The Chair explained that it had been his decision to have the Secretary speak on rules of procedure, and that the Secretary had done what he had to do. He then adjourned the meeting.
Vote on Motion for No Action on Human Rights in Iran
The motion for no action on the draft resolution concerning the human rights situation in Iran (document A/C.3/61/L.41) was rejected by a recorded vote of 75 in favour to 77 against, with 24 abstentions, as follows:
In favour: Afghanistan, Algeria, Angola, Antigua and Barbuda, Armenia, Azerbaijan, Bahamas, Bahrain, Bangladesh, Barbados, Belarus, Bhutan, Botswana, Brunei Darussalam, Burkina Faso, Cambodia, Cameroon, China, Comoros, Congo, Côte d’Ivoire, Cuba, Democratic People’s Republic of Korea, Democratic Republic of the Congo, Djibouti, Egypt, Eritrea, Gambia, Guinea, India, Indonesia, Iran, Kazakhstan, Kuwait, Kyrgyzstan, Lao People’s Democratic Republic, Lebanon, Lesotho, Libya, Malaysia, Maldives, Mali, Mauritania, Morocco, Myanmar, Namibia, Niger, Oman, Pakistan, Philippines, Qatar, Russian Federation, Saint Lucia, Saudi Arabia, Senegal, Sierra Leone, Singapore, Somalia, South Africa, Sri Lanka, Sudan, Suriname, Swaziland, Syria, Tajikistan, Thailand, Togo, Tunisia, United Arab Emirates, Uzbekistan, Venezuela, Viet Nam, Yemen, Zambia, Zimbabwe.
Against: Albania, Andorra, Argentina, Australia, Austria, Belgium, Bulgaria, Burundi, Canada, Chile, Costa Rica, Croatia, Cyprus, Czech Republic, Denmark, Dominican Republic, Ecuador, El Salvador, Estonia, Fiji, Finland, France, Georgia, Germany, Greece, Guatemala, Honduras, Hungary, Iceland, Ireland, Israel, Italy, Japan, Kiribati, Latvia, Liechtenstein, Lithuania, Luxembourg, Malta, Marshall Islands, Mexico, Micronesia (Federated States of), Moldova, Monaco, Mongolia, Montenegro, Nauru, Netherlands, New Zealand, Nicaragua, Norway, Palau, Panama, Paraguay, Peru, Poland, Portugal, Republic of Korea, Romania, Samoa, San Marino, Serbia, Slovakia, Slovenia, Solomon Islands, Spain, Sweden, Switzerland, The former Yugoslav Republic of Macedonia, Timor-Leste, Tonga, Tuvalu, Ukraine, United Kingdom, United States, Uruguay, Vanuatu.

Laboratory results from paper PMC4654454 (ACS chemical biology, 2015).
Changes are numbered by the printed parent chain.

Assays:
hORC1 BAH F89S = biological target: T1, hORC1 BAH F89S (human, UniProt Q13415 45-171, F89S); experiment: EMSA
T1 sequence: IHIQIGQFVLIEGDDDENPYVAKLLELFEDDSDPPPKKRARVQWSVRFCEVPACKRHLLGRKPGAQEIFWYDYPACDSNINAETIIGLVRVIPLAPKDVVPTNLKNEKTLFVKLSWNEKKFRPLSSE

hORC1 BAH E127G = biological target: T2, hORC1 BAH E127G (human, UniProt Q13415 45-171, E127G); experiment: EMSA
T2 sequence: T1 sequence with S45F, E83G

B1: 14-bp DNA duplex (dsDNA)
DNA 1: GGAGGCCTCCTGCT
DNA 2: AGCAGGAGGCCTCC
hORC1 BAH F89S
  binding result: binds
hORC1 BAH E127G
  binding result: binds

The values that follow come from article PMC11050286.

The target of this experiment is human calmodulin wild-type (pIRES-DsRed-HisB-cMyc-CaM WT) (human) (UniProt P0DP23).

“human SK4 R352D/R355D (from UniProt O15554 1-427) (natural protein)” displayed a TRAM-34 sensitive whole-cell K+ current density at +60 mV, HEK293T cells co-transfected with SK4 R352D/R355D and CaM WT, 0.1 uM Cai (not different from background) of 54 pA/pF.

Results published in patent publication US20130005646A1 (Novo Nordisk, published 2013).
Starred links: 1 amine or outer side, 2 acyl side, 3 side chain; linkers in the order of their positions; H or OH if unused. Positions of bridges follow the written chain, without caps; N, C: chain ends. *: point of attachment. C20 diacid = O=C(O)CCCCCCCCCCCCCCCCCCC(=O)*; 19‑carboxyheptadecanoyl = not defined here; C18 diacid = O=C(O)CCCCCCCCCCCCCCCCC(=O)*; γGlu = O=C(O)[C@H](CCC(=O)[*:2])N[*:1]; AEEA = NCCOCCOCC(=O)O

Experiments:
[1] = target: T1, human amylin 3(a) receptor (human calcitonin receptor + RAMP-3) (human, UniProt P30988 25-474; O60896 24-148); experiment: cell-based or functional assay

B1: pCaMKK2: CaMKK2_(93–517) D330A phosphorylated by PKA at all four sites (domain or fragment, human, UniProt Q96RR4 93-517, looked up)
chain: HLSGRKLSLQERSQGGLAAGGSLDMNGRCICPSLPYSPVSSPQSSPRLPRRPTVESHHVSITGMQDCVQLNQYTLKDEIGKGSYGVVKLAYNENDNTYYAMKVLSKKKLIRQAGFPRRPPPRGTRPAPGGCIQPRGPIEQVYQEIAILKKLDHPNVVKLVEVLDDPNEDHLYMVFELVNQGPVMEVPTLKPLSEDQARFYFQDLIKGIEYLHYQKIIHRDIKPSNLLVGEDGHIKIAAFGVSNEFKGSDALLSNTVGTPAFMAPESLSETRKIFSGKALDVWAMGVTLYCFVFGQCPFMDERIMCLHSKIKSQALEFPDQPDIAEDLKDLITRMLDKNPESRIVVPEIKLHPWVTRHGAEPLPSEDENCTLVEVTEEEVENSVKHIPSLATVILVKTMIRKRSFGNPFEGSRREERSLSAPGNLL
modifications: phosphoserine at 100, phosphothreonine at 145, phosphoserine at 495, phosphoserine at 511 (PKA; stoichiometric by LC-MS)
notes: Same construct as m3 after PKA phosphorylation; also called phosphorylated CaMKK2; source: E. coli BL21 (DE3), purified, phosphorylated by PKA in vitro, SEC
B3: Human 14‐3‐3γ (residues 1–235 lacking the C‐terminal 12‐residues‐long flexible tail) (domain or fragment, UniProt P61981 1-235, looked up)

Abstain: Belize, Bolivia, Bosnia and Herzegovina, Brazil, Cape Verde, Colombia, Ethiopia, Ghana, Guyana, Haiti, Jamaica, Jordan, Kenya, Madagascar, Malawi, Mauritius, Mozambique, Nepal, Nigeria, Papua New Guinea, Rwanda, Turkmenistan, Uganda, United Republic of Tanzania.
Absent: Benin, Central African Republic, Chad, Dominica, Equatorial Guinea, Gabon, Grenada, Guinea-Bissau, Iraq, Liberia, Saint Kitts and Nevis, Saint Vincent and the Grenadines, Sao Tome and Principe, Seychelles, Trinidad and Tobago, Turkey.
Vote on Human Rights in Iran
The draft resolution on the human rights situation in Iran (document A/C.3/61/L.41) was approved by a recorded vote of 70 in favour to 48 against, with 55 abstentions, as follows:
In favour: Albania, Andorra, Argentina, Australia, Austria, Belgium, Belize, Bulgaria, Burundi, Canada, Chile, Croatia, Cyprus, Czech Republic, Denmark, Dominican Republic, Ecuador, El Salvador, Estonia, Fiji, Finland, France, Germany, Greece, Guatemala, Honduras, Hungary, Iceland, Ireland, Israel, Italy, Japan, Kiribati, Latvia, Liechtenstein, Lithuania, Luxembourg, Malta, Marshall Islands, Micronesia (Federated States of), Moldova, Monaco, Montenegro, Nauru, Netherlands, New Zealand, Nicaragua, Norway, Palau, Paraguay, Peru, Poland, Portugal, Romania, Samoa, San Marino, Serbia, Slovakia, Slovenia, Solomon Islands, Spain, Sweden, Switzerland, The former Yugoslav Republic of Macedonia, Tonga, Tuvalu, Ukraine, United Kingdom, United States, Vanuatu.
Against: Afghanistan, Algeria, Armenia, Azerbaijan, Bahrain, Bangladesh, Belarus, Brunei Darussalam, China, Comoros, Cuba, Democratic People’s Republic of Korea, Democratic Republic of the Congo, Djibouti, Egypt, Guinea, India, Indonesia, Iran, Kazakhstan, Kuwait, Kyrgyzstan, Lebanon, Libya, Malaysia, Maldives, Mauritania, Morocco, Myanmar, Niger, Oman, Pakistan, Qatar, Russian Federation, Saudi Arabia, Senegal, South Africa, Sri Lanka, Sudan, Syria, Tajikistan, Togo, Tunisia, Uzbekistan, Venezuela, Viet Nam, Yemen, Zimbabwe.
Abstain: Angola, Antigua and Barbuda, Bahamas, Barbados, Benin, Bhutan, Bolivia, Bosnia and Herzegovina, Botswana, Brazil, Burkina Faso, Cambodia, Cameroon, Cape Verde, Colombia, Congo, Costa Rica, Côte d’Ivoire, Eritrea, Ethiopia, Georgia, Ghana, Guyana, Haiti, Jamaica, Jordan, Kenya, Lao People’s Democratic Republic, Lesotho, Madagascar, Malawi, Mali, Mauritius, Mexico, Mongolia, Mozambique, Namibia, Nepal, Nigeria, Panama, Papua New Guinea, Philippines, Republic of Korea, Rwanda, Sierra Leone, Singapore, Suriname, Swaziland, Thailand, Turkmenistan, Uganda, United Arab Emirates, United Republic of Tanzania, Uruguay, Zambia.
Absent: Central African Republic, Chad, Dominica, Equatorial Guinea, Gabon, Gambia, Grenada, Guinea-Bissau, Iraq, Liberia, Saint Kitts and Nevis, Saint Lucia, Saint Vincent and the Grenadines, Sao Tome and Principe, Seychelles, Somalia, Timor-Leste, Trinidad and Tobago, Turkey.